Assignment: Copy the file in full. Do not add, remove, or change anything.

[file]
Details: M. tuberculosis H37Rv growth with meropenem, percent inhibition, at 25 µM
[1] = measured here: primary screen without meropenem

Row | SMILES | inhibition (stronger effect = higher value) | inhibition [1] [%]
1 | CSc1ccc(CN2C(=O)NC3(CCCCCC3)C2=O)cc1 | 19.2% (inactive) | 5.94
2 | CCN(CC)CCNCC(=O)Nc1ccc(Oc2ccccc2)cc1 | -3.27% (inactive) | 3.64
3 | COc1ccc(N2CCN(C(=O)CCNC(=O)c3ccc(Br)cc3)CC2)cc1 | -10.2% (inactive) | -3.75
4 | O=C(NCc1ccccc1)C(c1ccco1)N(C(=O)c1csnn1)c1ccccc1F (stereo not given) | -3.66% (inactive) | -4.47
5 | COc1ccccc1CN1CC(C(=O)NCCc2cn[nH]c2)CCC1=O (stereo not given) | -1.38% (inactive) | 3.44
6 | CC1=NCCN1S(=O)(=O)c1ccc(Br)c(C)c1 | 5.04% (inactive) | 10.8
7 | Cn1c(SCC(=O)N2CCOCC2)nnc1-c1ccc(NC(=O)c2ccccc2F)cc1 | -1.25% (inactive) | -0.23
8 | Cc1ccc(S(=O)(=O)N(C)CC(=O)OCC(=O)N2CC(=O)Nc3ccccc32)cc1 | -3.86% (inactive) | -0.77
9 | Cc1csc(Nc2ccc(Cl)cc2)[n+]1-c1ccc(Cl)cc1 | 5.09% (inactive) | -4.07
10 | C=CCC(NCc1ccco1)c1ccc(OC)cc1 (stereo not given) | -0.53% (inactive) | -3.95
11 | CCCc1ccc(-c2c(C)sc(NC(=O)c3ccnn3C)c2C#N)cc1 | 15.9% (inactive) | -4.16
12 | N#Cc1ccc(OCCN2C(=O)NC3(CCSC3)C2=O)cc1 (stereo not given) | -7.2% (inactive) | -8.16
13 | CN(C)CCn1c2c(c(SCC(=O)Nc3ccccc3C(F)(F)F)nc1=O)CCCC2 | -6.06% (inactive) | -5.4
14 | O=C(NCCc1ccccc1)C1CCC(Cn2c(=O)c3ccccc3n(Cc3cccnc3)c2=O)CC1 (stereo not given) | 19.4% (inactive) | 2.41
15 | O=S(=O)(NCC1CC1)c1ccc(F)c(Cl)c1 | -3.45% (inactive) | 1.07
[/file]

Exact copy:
Details: M. tuberculosis H37Rv growth with meropenem, percent inhibition, at 25 µM
[1] = measured here: primary screen without meropenem

Row | SMILES | inhibition (stronger effect = higher value) | inhibition [1] [%]
1 | CSc1ccc(CN2C(=O)NC3(CCCCCC3)C2=O)cc1 | 19.2% (inactive) | 5.94
2 | CCN(CC)CCNCC(=O)Nc1ccc(Oc2ccccc2)cc1 | -3.27% (inactive) | 3.64
3 | COc1ccc(N2CCN(C(=O)CCNC(=O)c3ccc(Br)cc3)CC2)cc1 | -10.2% (inactive) | -3.75
4 | O=C(NCc1ccccc1)C(c1ccco1)N(C(=O)c1csnn1)c1ccccc1F (stereo not given) | -3.66% (inactive) | -4.47
5 | COc1ccccc1CN1CC(C(=O)NCCc2cn[nH]c2)CCC1=O (stereo not given) | -1.38% (inactive) | 3.44
6 | CC1=NCCN1S(=O)(=O)c1ccc(Br)c(C)c1 | 5.04% (inactive) | 10.8
7 | Cn1c(SCC(=O)N2CCOCC2)nnc1-c1ccc(NC(=O)c2ccccc2F)cc1 | -1.25% (inactive) | -0.23
8 | Cc1ccc(S(=O)(=O)N(C)CC(=O)OCC(=O)N2CC(=O)Nc3ccccc32)cc1 | -3.86% (inactive) | -0.77
9 | Cc1csc(Nc2ccc(Cl)cc2)[n+]1-c1ccc(Cl)cc1 | 5.09% (inactive) | -4.07
10 | C=CCC(NCc1ccco1)c1ccc(OC)cc1 (stereo not given) | -0.53% (inactive) | -3.95
11 | CCCc1ccc(-c2c(C)sc(NC(=O)c3ccnn3C)c2C#N)cc1 | 15.9% (inactive) | -4.16
12 | N#Cc1ccc(OCCN2C(=O)NC3(CCSC3)C2=O)cc1 (stereo not given) | -7.2% (inactive) | -8.16
13 | CN(C)CCn1c2c(c(SCC(=O)Nc3ccccc3C(F)(F)F)nc1=O)CCCC2 | -6.06% (inactive) | -5.4
14 | O=C(NCCc1ccccc1)C1CCC(Cn2c(=O)c3ccccc3n(Cc3cccnc3)c2=O)CC1 (stereo not given) | 19.4% (inactive) | 2.41
15 | O=S(=O)(NCC1CC1)c1ccc(F)c(Cl)c1 | -3.45% (inactive) | 1.07